Amazon. AMZN 1.55% com said it is hiring 1,500 people in Saudi Arabia this year, becoming the latest tech giant to beef up inside the kingdom as pandemic-fed demand for online services rises in the Arab world’s largest economy.
The hiring is a small move for a company with over a million permanent employees around the world. Still, it comes as other tech companies deepen their footprint in the kingdom, which has had a mixed record luring foreign partners to help it wean its economy off oil.
Alphabet Inc.’s Google and China’s Alibaba Group Holding Ltd. have recently announced partnerships with Saudi state-owned companies to host cloud centers. Huawei Technologies Co. has said it would open its largest flagship store outside China in Riyadh.
Amazon’s modest bet is also notable coming after a feud between Amazon founder Jeff Bezos and Saudi Arabian Crown Prince Mohammed bin Salman spilled into public in recent years. Critical columns written by Saudi dissident journalist Jamal Khashoggi in the Washington Post, which Mr. Bezos bought in 2013 as a personal investment, sowed frustration in Riyadh.
Mr. Khashoggi was murdered by Saudi operatives in 2018. The U.S. last month declassified a report that accused the prince of approving the killing. Prince Mohammed has said he took responsibility for the killing because it happened on his watch, but denied ordering it.
In 2019, Mr. Bezos suggested a possible Saudi government link to a leak of embarrassing personal photos, an allegation Saudi Arabia has denied. The Wall Street Journal reported the brother-in-law of Mr. Bezos’ girlfriend Lauren Sanchez leaked the photos. Mr. Sanchez has denied that.
This year Mr. Bezos said he would step down as CEO later this year but stay on at Amazon as executive chairman.
In 2018, before the murder, Amazon was in talks to build data centers in Saudi Arabia that would have given Amazon more access to the Middle Eastern market and aided the prince’s efforts to cultivate new, non-oil industries. The plan hasn’t yet moved forward.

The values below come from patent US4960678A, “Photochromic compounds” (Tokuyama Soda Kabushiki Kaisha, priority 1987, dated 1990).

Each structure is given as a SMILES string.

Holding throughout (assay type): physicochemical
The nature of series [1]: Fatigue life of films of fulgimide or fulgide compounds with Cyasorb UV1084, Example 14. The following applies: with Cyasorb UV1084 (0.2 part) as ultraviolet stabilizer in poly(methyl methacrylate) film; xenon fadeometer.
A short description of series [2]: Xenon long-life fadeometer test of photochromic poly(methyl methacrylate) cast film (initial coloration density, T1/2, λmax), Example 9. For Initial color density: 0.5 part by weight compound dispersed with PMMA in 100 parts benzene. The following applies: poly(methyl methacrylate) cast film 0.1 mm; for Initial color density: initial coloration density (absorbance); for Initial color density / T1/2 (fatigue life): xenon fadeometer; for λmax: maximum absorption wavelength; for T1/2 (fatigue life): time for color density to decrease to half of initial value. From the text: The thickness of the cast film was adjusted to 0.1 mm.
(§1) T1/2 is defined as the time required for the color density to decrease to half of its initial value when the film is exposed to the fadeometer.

The Khashoggi murder sparked intense international criticism of Saudi Arabia and prompted many businesses to cut ties for a time. Now, some Western firms are starting to consider investing again.
Tech companies, in particular, are returning, said Sam Blatteis, who previously led Google’s government relations in the Persian Gulf region. “The virus is moving tech from the periphery to center stage” of the kingdom’s business-transformation plans, said Mr. Blatteis, who now runs MENA Catalysts, a consulting firm advising foreign companies.
The closure of many malls and shops and the need to stay at home has driven e-commerce sales of basic items such as food and increased the consumption of online entertainment. Warner Music Group Corp. has agreed to buy a stake in Saudi-owned Rotana Music to take advantage of the region’s demographics, the companies said last month.
Amazon didn’t provide financial details of its expansion when it announced the new jobs on Wednesday. It said it was bolstering its fulfillment network’s storage capacity and increasing its delivery network area.
“These new investments reiterate our commitment to Saudi Arabia, contributing to the local economy through the creation of new job opportunities.” said Prashant Saran, Amazon’s operations director for the Middle East and North Africa. “Our investments in technology and infrastructure align with Saudi’s digital transformation goals.”
Amazon launched its Prime service in Saudi Arabia in January. Last June it rebranded Souq.com, a regional competitor it acquired in 2017, as Amazon.sa. The company didn’t immediately comment further on its Saudi business. Mr. Bezos didn’t respond to a request for comment.
Saudi Arabia combines a large revenue base as the world’s largest oil exporter with a young population of nearly 35 million. Almost three-quarters of Saudis are connected to social media—higher than rates in the U.S. and China, according to German online database Statista. That has revived appetite from big technology companies who had often shunned the kingdom following an international outcry over Mr. Khashoggi’s murder.
In January, Saudi Arabia said Chinese smartphones company Huawei had agreed to open its largest flagship store outside China, in the Saudi capital of Riyadh. And in late December, Google signed up to host cloud centers with state-run oil monopoly Saudi Arabian Oil Co., days before Alibaba joined for the same service with government-owned Saudi Telecom Co., or STC. South Korea’s electronic giant Samsung has set up a data-focused training center in collaboration with the crown prince’s personal foundation, Misk.
Write to Benoit Faucon at email@example.com and Stephen Kalin at firstname.lastname@example.org
Copyright ©2020 Dow Jones & Company, Inc. All Rights Reserved. 87990cbe856818d5eddac44c7b1cdeb8